Back in sixth grade, our class’s naturalist guide led us on a hike to the top of Hawk Hill. From that extraordinary vantage point, we were able to gaze on not only the surrounding mountainsides, but also the Central Valley in the distance. The Central Valley clouded in a yellow haze, was the object of our guide’s three-minute rant about the perils of air pollution.
While the rest of my class was disgusted with the clouded air, I was unapologetic in my acceptance of air pollution.
“It’s one of the prices of progress,” I murmured.
Two years ago, though, headlines of Beijing’s notorious smog clogged news sites as badly as the smog clogged the air above that Chinese metropolis.
“Airpocalypse” was the quickly coined name. After a serious two-week period of soot, a winter storm blew the smog both out of the air and out of the headlines.
But while “Airpocalypse” was mainly forgotten in Western media, the gray skies of Asia haven’t been cured.
When I was in Singapore last summer, the skies were darkened by haze blown in from neighboring Indonesia. So thick was the smog that my uncle refused to pay for us to go on the Singapore Flyer, a giant ferris wheel in the brand-new Marina Bay District, because “What’s the use of a $30 ticket when all you see is gray?”.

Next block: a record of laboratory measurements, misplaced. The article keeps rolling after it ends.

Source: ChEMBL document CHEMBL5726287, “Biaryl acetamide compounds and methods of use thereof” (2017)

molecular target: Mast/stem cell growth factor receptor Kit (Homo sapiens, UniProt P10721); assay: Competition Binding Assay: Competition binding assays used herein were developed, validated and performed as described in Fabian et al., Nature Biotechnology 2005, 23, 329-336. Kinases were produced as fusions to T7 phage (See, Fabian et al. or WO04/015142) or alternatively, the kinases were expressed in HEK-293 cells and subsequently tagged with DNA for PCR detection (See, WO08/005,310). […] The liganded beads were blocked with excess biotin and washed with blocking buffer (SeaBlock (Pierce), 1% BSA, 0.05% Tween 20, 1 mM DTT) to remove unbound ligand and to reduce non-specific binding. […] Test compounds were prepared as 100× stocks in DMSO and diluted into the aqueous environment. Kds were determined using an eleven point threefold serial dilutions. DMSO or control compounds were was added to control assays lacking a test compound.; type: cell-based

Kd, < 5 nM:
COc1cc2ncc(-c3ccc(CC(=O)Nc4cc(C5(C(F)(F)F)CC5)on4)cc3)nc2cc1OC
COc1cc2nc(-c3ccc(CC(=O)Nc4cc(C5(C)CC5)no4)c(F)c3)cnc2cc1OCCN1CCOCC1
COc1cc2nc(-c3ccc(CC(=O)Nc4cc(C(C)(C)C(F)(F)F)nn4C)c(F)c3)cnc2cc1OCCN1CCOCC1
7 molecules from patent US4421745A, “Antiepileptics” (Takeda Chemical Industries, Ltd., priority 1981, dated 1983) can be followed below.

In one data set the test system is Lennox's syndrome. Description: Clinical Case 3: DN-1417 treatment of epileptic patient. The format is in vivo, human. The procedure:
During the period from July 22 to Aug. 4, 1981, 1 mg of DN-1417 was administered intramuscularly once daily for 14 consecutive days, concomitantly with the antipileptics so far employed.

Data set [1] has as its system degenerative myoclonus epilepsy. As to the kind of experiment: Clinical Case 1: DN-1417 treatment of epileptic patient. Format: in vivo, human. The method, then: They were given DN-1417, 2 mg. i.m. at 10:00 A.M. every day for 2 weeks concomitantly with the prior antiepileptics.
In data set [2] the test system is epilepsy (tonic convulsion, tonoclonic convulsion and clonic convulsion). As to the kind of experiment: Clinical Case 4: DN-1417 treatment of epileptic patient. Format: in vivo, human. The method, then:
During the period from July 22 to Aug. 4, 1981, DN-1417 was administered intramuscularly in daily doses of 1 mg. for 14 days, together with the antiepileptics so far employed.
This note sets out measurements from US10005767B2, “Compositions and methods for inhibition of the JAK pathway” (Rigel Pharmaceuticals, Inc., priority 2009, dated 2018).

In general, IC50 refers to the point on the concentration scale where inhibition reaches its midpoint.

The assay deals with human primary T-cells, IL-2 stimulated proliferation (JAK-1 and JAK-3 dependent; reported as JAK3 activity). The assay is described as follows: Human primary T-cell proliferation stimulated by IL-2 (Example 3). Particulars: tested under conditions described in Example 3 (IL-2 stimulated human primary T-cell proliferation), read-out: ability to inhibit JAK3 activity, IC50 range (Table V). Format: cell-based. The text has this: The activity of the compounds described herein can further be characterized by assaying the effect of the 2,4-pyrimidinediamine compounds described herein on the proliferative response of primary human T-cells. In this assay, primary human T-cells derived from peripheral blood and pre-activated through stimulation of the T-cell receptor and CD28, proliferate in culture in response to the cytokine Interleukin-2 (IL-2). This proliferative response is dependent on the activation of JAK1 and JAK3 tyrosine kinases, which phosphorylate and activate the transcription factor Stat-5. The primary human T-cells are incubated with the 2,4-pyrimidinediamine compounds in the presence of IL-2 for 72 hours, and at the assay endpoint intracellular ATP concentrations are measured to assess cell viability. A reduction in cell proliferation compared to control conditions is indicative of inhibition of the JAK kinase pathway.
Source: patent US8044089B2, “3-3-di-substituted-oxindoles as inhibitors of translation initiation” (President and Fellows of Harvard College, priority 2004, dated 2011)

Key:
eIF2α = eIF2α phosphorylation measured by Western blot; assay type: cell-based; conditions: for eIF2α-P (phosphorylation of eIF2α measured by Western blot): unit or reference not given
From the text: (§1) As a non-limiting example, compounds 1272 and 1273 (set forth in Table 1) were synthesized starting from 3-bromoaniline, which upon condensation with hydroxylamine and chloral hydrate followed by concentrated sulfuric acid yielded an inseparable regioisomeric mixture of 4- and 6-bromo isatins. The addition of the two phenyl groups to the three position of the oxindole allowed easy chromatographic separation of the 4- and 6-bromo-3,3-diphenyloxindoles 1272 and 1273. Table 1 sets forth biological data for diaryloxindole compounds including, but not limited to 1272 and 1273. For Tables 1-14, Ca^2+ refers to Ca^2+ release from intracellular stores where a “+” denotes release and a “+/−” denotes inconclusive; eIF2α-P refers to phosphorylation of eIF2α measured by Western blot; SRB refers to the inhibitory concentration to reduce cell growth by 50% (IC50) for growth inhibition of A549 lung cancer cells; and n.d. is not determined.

Meanwhile in Hong Kong, things were little better. The vantage point of Island School, in the Mid Levels district of Victoria Peak, gave a first-hand viewpoint of the smog offensive.
On the worst days, it was all but impossible to spot the Tsim Sha Tsui side of the harbour, a mere three kilometers away.
Because I went in the rainy season, though, every other day or so, heavy rains would bring the airborne pollution back down to the ground—momentarily.
Within hours the blue skies would begin to look tinged, a little less clear. Within 10 hours they would become solidly gray, a thick, suspended soup hanging above the city, before coming splattering back down with the next rainstorm.
The few times the blue skies stayed blue for more than 12 hours were after a typhoon (hurricane).
Meanwhile, “Airpocalypse” has already made an early return to Beijing, recently tinging the skies gray. So bad was the smog that Central Government authorities had to shut down factories in the neighboring three provinces because a international financial summit was coming to town.
While “Airpocalypse” might make the headlines now, it will make its way into oncologists’ offices soon as the millions who have inhaled the toxic fumes begin to succumb to lung cancer and other medical ailments the smog causes.
Thirty years ago, almost all of Asia, excluding Japan, was smog free. While it’s great that GDPs and monthly incomes are rising all across the continent, it’s important to remember that it’s pretty much impossible to put economic development to use when you’re dead.
It might not be front page news every day, but “Airpocalypse” happens more often than you think: from Beijing to the Central Valley.